According to H.G.Wells , “Civilization is in a race between education and catastrophe”, and one century later, we don’t know what side is winning. The social inequality gap, the humanitarian crisis that are affecting to more than 65 millions of refugees, the environmental degradation or the 800 million people still living in extreme poverty show us a context particularly worrying. Now, the race is on the game and the commitment in education remains critical to live in a fairer and more equitable world.”
For the GIAN Right to education and the international community, education is a key factor to change the current eco-social crisis. The lack of education or even the fragile fulfillment of it, not only make us think about some challenges in terms of the basic social needs, but they also condition the development of capacities, of models and alternatives suggestions, of the achievements of other needs, or the personal and professional self-fulfillment. As Manfred Max Neef proposed “needs, narrowly conceived as deprivation, are often restricted to that which is merely physiological and as such the sensation that ‘something which is lacking is acutely felt’. However, to the degree that needs engage, motivate and mobilize people, they are a potential and eventually may become a resource.”
In other words, not only we lack something, we maybe are plenty of other things but we need different ones. However, there is no doubt we must boost the capacity to generate new subjects and new forms of organizations that assure more equitable and inclusive societies that also are more respectful to its nature. We cannot achieve this without the benefits of education, if we understand the right to education not only as the access to the primary school but as an inclusive and equitable quality education and promote lifelong learning opportunities for all, as described in the fourth Sustainable Development Goal (SDG4) of the new international development agenda.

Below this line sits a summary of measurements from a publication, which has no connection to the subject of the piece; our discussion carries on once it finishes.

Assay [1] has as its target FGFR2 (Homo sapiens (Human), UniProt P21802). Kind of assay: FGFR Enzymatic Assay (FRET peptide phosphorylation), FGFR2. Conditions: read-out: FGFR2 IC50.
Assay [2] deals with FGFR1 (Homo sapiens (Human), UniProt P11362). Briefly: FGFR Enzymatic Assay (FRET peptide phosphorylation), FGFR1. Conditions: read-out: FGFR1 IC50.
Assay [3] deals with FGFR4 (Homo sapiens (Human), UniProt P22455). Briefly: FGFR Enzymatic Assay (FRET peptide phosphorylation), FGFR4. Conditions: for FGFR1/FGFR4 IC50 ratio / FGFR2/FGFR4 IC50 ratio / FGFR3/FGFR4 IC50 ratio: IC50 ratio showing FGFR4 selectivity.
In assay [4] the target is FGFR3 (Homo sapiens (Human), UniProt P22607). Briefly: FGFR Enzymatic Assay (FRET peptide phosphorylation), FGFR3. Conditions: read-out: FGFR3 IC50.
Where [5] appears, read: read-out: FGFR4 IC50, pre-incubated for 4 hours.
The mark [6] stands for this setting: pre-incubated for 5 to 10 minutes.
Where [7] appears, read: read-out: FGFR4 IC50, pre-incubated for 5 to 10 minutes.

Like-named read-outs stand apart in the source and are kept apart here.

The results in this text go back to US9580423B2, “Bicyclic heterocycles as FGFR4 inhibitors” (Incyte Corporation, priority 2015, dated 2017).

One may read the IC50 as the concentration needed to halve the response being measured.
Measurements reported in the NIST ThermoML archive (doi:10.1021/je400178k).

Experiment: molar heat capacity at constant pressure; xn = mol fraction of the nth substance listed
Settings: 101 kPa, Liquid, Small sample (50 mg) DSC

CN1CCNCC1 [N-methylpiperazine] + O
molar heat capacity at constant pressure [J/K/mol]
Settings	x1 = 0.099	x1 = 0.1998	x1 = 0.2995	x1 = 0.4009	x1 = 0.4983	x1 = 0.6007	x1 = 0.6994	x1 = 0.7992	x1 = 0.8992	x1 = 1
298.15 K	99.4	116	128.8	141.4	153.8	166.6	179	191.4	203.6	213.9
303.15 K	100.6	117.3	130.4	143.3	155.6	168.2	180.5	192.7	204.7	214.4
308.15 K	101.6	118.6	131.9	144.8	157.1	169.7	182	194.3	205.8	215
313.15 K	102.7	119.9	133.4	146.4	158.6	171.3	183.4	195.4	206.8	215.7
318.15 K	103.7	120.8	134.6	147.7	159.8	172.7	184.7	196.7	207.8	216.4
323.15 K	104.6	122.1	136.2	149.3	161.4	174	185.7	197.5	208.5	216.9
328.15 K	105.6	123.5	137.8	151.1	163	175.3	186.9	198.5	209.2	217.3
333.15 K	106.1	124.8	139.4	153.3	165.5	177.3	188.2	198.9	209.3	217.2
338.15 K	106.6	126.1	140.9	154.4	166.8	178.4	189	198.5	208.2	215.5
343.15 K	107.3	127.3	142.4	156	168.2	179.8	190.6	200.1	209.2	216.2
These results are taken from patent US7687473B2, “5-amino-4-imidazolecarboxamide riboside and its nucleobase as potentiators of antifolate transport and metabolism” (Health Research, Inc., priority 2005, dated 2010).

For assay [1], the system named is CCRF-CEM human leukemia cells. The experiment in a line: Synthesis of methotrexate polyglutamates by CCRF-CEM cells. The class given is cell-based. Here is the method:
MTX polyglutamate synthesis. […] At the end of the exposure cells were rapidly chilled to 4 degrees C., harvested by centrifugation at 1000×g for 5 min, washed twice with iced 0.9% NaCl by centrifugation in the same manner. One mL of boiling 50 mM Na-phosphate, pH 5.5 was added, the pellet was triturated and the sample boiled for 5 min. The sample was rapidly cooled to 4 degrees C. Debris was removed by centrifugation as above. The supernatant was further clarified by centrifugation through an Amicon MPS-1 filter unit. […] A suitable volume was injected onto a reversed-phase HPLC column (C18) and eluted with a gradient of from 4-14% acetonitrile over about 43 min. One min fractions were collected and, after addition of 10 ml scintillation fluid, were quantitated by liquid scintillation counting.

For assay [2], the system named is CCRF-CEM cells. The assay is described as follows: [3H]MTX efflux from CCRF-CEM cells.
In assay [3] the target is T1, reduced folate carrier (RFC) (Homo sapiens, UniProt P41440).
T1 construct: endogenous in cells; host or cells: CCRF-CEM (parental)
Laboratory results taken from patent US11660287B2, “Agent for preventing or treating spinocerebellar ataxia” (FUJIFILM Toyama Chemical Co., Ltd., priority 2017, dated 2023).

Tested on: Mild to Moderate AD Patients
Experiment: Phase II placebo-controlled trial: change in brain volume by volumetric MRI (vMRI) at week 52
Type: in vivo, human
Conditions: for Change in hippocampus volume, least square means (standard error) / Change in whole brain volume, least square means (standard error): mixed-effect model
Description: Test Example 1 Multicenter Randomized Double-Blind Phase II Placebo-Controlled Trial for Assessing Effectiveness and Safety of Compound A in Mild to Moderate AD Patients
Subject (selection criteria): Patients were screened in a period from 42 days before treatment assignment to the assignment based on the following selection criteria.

The right to education for all challenge must therefore be a priority of any policy, especially for those ones similar to the new agenda 2030, which identifies the main challenges that we must face to transform our world. The ability of the right to education to make the achievement of other rights possible, as well as the catalytic role to activate other social processes should place it in the heart of our work.
Education help us to achieve better levels of social welfare, reduces the economic and social inequalities, encourage the independently mobility of people, allows to improve our access and our conditions to work, opens new opportunities for young people, help us to deal with infectious diseases and unhealthy hygiene practices, improves our diet, contributes to remove discriminatory or intolerant conducts, support the familiar plan and the defense of the sexual and reproductive rights, benefit the political participation or helps us to build more democratic and pacifist societies. All these benefits are well known by the international community.
Nonetheless, if we review the results of the “La ayuda en educación a examen (ODAto Education Examined 2017)” that has been developed from three Jesuit Organisations: Entreculturas, joint to Alboan and the ETEA Foundation, you will find that the international trend from 2007 is the loss of the education relevance. This report shows a damaged perspective of the rights addressed to primarily problems that constitute the origin of many issues.
As they have pointed out in the report, it is necessary to recuperate the investment in cooperation, but they have to reinforce a commitment with priorities, which takes advantage of the hard work experience and shares the same goals with the agenda 2030. For this, education must have an essential role as the motor of change, as an instrument to build a more awareness citizenship of its own rights, but also a more judgmental society with inequality or unfair situations.
If we make this commitment and trust the assertion of H.G.Wells, we are still on time to stop the catastrophe.
This post was originally published here (in Spanish).